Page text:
• Jefferine Jean-Jacques

A Glimpse into the Jungle

Updated: Jul 11

The day started with a quick breakfast and a heavy application of bug spray before heading out with Roy, and his wife, Carmelita, into the Amazon rainforest. Indigenous to the upper Amazon region and members of the Cocama people, they have lived in the Ucayali River area their entire lives. The plan was to harvest food from their farmland and they welcomed me to follow along.

We found ourselves at the tail-end of the rainy season. This year's consistent heavy rain caused rot, growth restriction, and nutrient loss for staple crops such as yuca, rice, and maize. Constant downpours pose significant challenges for people who rely primarily on these crops for consumption and as an income source. Fruits like plantains can take a year or more to reproduce, so losing foods like that can be impactful.

Outside of having to steady myself as I stepped onto the motorized canoe, the ride along the Maranon River was without issue. The cool morning breeze was welcoming, and the landscape was something I'd only seen on the Discovery channel. The beauty of the landscape took me off guard. I was confronted with a blend of contrasting emotions that I didn't expect. Everything appeared brighter, sharper, and more vivid. A soothing concert of humming, chirping and buzzing from creatures known and unknown was performed in perfect harmony. There was a natural sense of serenity that promoted peace and deep contemplation. As I floated along the Amazon, my four senses were fully engaged. What I did not expect however, was that I would simultaneously and in equal measure, battle an unrelenting feeling of unease and anxiousness.

As we entered the area where he could dock, Roy expertly maneuvered his canoe to avoid places we could potentially get stuck. He jumped into the murky brown water where there was once land to forage for food. He used his machete to chop down vines and move stray branches out of his way. As I sat there watching him, I wondered what could be lurking in the water as he fearlessly moved about, surveying the land for anything he could take back with him. He was able to find papaya and cut down a plantain bunch.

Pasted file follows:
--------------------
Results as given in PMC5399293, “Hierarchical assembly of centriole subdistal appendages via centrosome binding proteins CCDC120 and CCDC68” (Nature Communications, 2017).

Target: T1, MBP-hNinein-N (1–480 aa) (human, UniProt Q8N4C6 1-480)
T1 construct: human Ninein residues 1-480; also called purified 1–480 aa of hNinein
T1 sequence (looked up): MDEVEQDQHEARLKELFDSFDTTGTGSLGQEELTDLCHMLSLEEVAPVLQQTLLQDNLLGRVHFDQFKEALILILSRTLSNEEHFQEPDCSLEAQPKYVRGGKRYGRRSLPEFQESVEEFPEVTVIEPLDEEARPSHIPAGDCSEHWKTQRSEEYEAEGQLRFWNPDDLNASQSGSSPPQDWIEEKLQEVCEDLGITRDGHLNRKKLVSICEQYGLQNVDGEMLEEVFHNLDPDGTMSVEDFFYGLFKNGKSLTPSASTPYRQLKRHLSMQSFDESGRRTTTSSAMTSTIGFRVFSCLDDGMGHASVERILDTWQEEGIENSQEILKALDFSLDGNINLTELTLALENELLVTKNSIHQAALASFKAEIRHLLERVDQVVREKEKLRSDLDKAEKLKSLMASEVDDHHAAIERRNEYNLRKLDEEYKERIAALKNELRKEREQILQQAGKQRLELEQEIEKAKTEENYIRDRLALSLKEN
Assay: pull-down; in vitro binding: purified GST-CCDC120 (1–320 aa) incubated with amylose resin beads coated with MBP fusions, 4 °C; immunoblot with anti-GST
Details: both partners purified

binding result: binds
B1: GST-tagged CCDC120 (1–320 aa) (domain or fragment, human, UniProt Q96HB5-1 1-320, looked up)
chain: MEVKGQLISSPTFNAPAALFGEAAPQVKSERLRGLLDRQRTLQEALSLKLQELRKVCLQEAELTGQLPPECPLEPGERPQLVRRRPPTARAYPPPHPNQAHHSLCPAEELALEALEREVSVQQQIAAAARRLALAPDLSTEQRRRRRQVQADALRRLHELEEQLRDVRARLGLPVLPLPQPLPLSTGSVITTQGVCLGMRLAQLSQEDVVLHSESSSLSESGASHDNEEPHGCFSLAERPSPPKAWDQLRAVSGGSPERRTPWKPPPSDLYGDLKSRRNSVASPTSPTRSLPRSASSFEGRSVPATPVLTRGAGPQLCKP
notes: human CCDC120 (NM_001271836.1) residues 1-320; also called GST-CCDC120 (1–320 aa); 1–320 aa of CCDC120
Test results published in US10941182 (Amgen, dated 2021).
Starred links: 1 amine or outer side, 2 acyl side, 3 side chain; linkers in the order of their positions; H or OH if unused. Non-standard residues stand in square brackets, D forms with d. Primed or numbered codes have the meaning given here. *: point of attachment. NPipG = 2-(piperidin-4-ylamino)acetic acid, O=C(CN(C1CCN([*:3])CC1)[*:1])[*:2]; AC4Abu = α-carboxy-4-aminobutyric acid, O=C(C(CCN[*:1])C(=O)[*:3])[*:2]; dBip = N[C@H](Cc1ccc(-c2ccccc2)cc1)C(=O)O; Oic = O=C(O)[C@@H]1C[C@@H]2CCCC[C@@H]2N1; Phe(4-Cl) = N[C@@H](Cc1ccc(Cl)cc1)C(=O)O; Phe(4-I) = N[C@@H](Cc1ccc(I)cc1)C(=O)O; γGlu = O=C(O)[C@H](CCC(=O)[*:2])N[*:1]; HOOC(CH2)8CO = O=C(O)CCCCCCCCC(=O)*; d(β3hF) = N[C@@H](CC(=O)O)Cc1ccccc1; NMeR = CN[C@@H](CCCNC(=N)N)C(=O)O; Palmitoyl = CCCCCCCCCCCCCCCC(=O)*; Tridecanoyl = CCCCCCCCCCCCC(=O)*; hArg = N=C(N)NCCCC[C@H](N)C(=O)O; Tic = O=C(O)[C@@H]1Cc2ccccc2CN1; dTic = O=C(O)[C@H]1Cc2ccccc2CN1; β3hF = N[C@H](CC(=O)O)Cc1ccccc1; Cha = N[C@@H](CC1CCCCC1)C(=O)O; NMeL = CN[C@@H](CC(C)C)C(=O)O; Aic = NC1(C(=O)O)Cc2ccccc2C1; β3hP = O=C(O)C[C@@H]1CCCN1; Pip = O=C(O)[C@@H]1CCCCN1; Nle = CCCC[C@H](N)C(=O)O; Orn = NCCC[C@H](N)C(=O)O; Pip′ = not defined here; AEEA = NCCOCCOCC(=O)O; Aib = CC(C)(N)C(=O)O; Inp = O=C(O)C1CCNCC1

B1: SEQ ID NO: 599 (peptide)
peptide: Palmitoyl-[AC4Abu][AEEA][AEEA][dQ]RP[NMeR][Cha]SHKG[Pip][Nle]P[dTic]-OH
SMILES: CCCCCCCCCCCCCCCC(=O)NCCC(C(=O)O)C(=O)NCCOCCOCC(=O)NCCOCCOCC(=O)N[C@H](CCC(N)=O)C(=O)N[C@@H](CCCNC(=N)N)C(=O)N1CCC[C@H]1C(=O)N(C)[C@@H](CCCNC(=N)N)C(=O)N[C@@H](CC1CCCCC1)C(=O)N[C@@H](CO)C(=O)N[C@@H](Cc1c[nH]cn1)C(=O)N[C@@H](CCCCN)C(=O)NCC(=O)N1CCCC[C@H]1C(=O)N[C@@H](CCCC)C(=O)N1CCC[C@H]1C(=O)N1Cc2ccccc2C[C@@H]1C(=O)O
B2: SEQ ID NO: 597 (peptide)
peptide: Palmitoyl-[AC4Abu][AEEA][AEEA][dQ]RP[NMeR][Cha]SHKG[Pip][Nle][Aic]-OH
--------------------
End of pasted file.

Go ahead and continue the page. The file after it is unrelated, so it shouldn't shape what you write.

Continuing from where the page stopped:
We continued to the unflooded part of the land. As I observed the land, a sense of anxiety and impending danger slowly crept into my mind. Knowing within this unfamiliar environment lived poisonous snakes, jaguars, and crocodiles was downright terrifying. However, I took comfort in reminding myself I was with people who lived their entire lives in this environment and were beyond capable of navigating this terrain safely. That became abundantly clear when within minutes, Roy killed the highly poisonous jergón viper (aka Common Lancehead snake) right before we crossed its path.

As he searched for food, Roy moved about so fluidly and quickly that it was hard to maintain a level of caution while trying to keep up. Not having water boots for added protection, I felt uneasy every time I stepped on the thick undergrowth of vegetation. To reduce my odds of putting myself in harm's way (and not slow him down), I stayed in one area with a sharp eye scanning everything around me until he finished. When I spotted Roy again, he had more plantains but nothing else. We stayed in the area for about 40 minutes, leaving with only two plantain bunches and papaya. As we sailed back, we enjoyed a piece of fruit while everyone was lost in their own quiet thoughts.

Upon our return, we stopped by their home, where I was introduced to Carmelita's mother, Nora, and their three children- a boy and two girls, all under the age of 12. They live together in their

modest home, where their living room cleverly doubles as a storefront selling snacks and small household items to local villagers. While speaking with Nora, I learned she recently lost her husband of 50+ years to Covid, and her 24-year-old son passed away shortly after. Still in mourning, they lean on each other to make it through these significant losses.

As I left the family, I felt very grateful. It was a pleasure to witness, even just for a moment, their daily routine – all aimed at working together to support their growing family. Despite their recent tragedies, it is good to see that they continue to thrive. The work is hard and potentially dangerous, yet these people are so humble and kind, sharing the little they have with community and with visitors like myself. Although I know what I witnessed barely scratches the surface of their day-to-day, I am still in awe of their resilience, strength, determination, and pure spirit.

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